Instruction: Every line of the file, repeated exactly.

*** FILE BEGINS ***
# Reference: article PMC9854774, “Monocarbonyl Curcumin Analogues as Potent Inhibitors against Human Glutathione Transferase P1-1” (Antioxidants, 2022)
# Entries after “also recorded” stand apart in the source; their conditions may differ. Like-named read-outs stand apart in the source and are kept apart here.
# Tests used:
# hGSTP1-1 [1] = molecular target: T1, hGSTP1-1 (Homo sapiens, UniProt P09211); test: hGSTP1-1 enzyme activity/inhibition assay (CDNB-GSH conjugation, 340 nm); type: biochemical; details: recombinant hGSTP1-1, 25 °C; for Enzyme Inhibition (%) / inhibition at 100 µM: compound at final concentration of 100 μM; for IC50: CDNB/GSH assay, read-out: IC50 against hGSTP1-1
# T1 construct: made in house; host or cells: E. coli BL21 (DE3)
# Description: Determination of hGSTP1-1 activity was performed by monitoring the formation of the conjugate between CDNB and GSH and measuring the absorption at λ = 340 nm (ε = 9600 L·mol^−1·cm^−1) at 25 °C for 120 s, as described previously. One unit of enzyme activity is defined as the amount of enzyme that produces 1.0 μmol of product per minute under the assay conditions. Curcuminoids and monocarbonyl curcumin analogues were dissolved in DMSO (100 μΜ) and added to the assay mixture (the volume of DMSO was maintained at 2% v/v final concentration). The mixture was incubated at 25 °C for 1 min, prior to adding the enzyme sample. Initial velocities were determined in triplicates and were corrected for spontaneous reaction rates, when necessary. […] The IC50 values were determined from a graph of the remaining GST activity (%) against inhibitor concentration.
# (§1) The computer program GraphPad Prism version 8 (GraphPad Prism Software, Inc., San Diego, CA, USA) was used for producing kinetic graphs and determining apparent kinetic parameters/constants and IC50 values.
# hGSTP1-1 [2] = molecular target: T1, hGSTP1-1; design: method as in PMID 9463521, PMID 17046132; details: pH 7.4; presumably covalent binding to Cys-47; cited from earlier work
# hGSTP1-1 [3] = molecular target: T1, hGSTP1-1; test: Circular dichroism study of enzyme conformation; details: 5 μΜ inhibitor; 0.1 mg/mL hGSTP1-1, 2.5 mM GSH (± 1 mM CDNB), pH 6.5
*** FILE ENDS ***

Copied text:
# Reference: article PMC9854774, “Monocarbonyl Curcumin Analogues as Potent Inhibitors against Human Glutathione Transferase P1-1” (Antioxidants, 2022)
# Entries after “also recorded” stand apart in the source; their conditions may differ. Like-named read-outs stand apart in the source and are kept apart here.
# Tests used:
# hGSTP1-1 [1] = molecular target: T1, hGSTP1-1 (Homo sapiens, UniProt P09211); test: hGSTP1-1 enzyme activity/inhibition assay (CDNB-GSH conjugation, 340 nm); type: biochemical; details: recombinant hGSTP1-1, 25 °C; for Enzyme Inhibition (%) / inhibition at 100 µM: compound at final concentration of 100 μM; for IC50: CDNB/GSH assay, read-out: IC50 against hGSTP1-1
# T1 construct: made in house; host or cells: E. coli BL21 (DE3)
# Description: Determination of hGSTP1-1 activity was performed by monitoring the formation of the conjugate between CDNB and GSH and measuring the absorption at λ = 340 nm (ε = 9600 L·mol^−1·cm^−1) at 25 °C for 120 s, as described previously. One unit of enzyme activity is defined as the amount of enzyme that produces 1.0 μmol of product per minute under the assay conditions. Curcuminoids and monocarbonyl curcumin analogues were dissolved in DMSO (100 μΜ) and added to the assay mixture (the volume of DMSO was maintained at 2% v/v final concentration). The mixture was incubated at 25 °C for 1 min, prior to adding the enzyme sample. Initial velocities were determined in triplicates and were corrected for spontaneous reaction rates, when necessary. […] The IC50 values were determined from a graph of the remaining GST activity (%) against inhibitor concentration.
# (§1) The computer program GraphPad Prism version 8 (GraphPad Prism Software, Inc., San Diego, CA, USA) was used for producing kinetic graphs and determining apparent kinetic parameters/constants and IC50 values.
# hGSTP1-1 [2] = molecular target: T1, hGSTP1-1; design: method as in PMID 9463521, PMID 17046132; details: pH 7.4; presumably covalent binding to Cys-47; cited from earlier work
# hGSTP1-1 [3] = molecular target: T1, hGSTP1-1; test: Circular dichroism study of enzyme conformation; details: 5 μΜ inhibitor; 0.1 mg/mL hGSTP1-1, 2.5 mM GSH (± 1 mM CDNB), pH 6.5